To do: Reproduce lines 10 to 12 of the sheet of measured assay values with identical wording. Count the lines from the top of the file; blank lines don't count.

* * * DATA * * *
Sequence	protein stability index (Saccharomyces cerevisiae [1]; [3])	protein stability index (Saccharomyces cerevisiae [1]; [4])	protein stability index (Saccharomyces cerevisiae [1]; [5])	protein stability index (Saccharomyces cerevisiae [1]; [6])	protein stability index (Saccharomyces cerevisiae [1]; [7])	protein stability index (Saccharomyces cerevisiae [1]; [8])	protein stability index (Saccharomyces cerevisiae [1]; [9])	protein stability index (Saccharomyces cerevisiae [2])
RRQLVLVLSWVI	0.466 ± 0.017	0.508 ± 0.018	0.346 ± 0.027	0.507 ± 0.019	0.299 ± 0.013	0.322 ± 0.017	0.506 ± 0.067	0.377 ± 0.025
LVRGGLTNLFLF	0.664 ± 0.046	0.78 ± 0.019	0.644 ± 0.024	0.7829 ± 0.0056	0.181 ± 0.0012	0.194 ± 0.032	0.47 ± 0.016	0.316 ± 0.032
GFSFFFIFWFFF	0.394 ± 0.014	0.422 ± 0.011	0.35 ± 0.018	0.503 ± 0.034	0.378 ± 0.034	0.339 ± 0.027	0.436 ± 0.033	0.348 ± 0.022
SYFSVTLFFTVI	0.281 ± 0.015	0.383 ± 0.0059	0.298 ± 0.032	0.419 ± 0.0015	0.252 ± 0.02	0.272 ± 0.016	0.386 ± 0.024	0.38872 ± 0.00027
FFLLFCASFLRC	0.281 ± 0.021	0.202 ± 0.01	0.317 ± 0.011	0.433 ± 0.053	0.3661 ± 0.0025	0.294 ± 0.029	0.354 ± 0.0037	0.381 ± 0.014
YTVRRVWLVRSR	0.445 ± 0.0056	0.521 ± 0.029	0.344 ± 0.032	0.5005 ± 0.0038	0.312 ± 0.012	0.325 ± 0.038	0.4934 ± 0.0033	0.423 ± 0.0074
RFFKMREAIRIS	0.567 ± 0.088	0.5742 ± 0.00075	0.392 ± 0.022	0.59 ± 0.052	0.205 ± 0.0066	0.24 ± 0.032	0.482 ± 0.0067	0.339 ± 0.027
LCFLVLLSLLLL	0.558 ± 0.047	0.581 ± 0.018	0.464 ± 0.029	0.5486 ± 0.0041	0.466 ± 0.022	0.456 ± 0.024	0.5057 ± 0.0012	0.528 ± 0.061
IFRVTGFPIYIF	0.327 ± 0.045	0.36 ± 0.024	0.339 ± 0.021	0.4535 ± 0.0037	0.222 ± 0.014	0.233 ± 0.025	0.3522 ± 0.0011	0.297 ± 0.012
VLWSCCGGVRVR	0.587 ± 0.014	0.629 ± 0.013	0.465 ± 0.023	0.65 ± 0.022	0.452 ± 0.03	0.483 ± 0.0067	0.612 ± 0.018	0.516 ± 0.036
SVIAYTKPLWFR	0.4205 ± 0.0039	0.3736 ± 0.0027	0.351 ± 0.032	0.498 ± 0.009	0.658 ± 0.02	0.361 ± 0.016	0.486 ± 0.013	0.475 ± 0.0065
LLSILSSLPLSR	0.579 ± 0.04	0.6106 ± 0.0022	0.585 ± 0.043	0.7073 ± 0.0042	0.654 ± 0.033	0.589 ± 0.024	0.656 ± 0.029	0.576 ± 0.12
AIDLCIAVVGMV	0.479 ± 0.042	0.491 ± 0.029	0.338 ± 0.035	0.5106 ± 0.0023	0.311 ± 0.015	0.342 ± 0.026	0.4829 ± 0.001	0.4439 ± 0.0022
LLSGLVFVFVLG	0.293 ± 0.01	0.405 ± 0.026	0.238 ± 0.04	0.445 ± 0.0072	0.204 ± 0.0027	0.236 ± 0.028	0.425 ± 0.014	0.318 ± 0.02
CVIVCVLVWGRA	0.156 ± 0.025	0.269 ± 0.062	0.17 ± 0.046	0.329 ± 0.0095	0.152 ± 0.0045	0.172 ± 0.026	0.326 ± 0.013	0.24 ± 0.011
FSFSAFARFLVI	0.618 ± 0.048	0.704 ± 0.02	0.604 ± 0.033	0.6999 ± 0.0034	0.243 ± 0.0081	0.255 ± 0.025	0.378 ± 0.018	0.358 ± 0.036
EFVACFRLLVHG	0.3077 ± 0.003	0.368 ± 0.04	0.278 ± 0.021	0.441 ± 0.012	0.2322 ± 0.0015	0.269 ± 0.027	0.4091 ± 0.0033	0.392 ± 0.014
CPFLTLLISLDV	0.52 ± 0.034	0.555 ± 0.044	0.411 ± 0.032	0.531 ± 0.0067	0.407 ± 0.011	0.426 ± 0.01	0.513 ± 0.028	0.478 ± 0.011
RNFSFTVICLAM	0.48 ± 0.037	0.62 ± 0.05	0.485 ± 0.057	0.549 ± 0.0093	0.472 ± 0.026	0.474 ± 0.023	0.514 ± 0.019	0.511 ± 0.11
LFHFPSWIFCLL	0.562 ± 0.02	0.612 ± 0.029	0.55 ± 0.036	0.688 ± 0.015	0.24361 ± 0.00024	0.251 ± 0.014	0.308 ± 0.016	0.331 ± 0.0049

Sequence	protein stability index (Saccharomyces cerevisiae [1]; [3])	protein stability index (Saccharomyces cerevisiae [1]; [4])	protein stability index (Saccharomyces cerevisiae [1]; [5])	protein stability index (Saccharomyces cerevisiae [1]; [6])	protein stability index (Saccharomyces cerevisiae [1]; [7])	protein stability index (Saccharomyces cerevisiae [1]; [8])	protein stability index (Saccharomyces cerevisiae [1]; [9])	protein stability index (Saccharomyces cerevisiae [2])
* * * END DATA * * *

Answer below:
IFRVTGFPIYIF	0.327 ± 0.045	0.36 ± 0.024	0.339 ± 0.021	0.4535 ± 0.0037	0.222 ± 0.014	0.233 ± 0.025	0.3522 ± 0.0011	0.297 ± 0.012
VLWSCCGGVRVR	0.587 ± 0.014	0.629 ± 0.013	0.465 ± 0.023	0.65 ± 0.022	0.452 ± 0.03	0.483 ± 0.0067	0.612 ± 0.018	0.516 ± 0.036
SVIAYTKPLWFR	0.4205 ± 0.0039	0.3736 ± 0.0027	0.351 ± 0.032	0.498 ± 0.009	0.658 ± 0.02	0.361 ± 0.016	0.486 ± 0.013	0.475 ± 0.0065